Ottawa opens public consultations on Friday for a long-awaited register of foreign agents, as the minister leading them acknowledged that the challenge posed to the country by foreign interference is significant.
After being instructed to do so earlier this week, Public Safety Minister Marco Mendicino told reporters in Ottawa that consultations on a “foreign influence transparency register” would be held until May 9. .
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As the government considers the idea, Mendicino said he hopes the consultations will increase transparency regarding lobbying and activities of illegitimate foreign states, modernize existing legislative authorities and inspire Canadians to protect democratic institutions.
“There are few greater challenges facing us than foreign interference. Countering this threat, protecting the safety of Canadians and maintaining our national sovereignty are my overriding objectives as Minister of Public Safety,” he said.
“Hostile foreign actors have targeted Canada. While these threats are not new, they have evolved, and as they have evolved, we have also intensified our efforts to protect Canadians.
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Mendicino added that consultations have begun online and he will participate in roundtables in the coming weeks. It was not immediately clear how long it would take to establish a register of foreign agents after the close of consultations.
The minister was instructed Monday by Prime Minister Justin Trudeau to launch public consultations on the establishment of a new public registry of agents who work on behalf of foreign states, like those set up by Canada’s allies.
For example, the Australian Public Registry requires people defending a foreign state to register their activities, or face fines or jail time. The United States has a similar program.
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Trudeau, who has come under pressure to call for a public inquiry into the allegations, announced a series of inquiries into the matter on Monday. Instead of calling an inquiry himself on Monday, Trudeau said the decision would be made by an independent special rapporteur who would have an “extensive mandate” to oversee new inquiries, and that his government would respect the rapporteur’s recommendations.
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This person, who will be appointed in the coming days, will also make recommendations on how Ottawa can better combat foreign interference and inform the public of such attempts.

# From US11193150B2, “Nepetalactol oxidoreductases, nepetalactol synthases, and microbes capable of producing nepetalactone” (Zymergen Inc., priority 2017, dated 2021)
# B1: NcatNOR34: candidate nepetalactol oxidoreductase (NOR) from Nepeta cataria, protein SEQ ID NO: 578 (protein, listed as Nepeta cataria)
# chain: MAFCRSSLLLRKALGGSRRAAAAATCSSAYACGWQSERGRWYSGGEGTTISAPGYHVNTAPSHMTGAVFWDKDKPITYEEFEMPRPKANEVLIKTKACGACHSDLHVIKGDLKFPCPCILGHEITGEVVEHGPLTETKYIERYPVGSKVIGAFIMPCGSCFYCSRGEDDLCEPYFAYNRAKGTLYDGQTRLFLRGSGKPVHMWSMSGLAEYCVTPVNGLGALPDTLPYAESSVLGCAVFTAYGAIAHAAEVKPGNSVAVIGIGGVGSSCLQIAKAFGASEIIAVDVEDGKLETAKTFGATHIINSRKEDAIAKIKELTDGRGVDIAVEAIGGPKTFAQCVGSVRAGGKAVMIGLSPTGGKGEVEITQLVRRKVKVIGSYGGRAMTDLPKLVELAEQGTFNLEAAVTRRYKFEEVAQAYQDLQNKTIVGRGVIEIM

The Prime Minister also said he had spoken with the heads of the National Security and Intelligence Committee of Parliamentarians (NSICOP) and the Independent National Security and Intelligence Review Agency (NSIRA) and had urged them to undertake “urgent work” as part of their term to study abroad. interference.
The NSICOP includes deputies from several parties, as well as a senator. The NSIRA, made up of independent experts, is responsible for reviewing the actions of Canada’s intelligence agencies. He said Wednesday he had begun his investigation.
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Both NSICOP and NSIRA have access to secret and classified information that prevents them from doing their jobs in public. NSICOP tables a report on its work which is then forwarded to the Prime Minister’s Office, which may redact any information contained in this report before it is tabled in the House of Commons. The OSSNR will also provide a public report of its assessments of the actions taken by government intelligence agencies on the issue of foreign interference.
Mendicino was also tasked on Monday with establishing “an anti-foreign interference coordinator” to oversee the work and recommendations coming from various bodies and committees.
The Liberal government has come under immense pressure to explain what it knows about foreign interference in the 2021 election after The Globe and Mail reported last month that intelligence sources said China had tried to interfere in this campaign to help the Liberals win another minority government.
The report came after months of revelations from Global News about alleged Chinese interference in the 2019 election.
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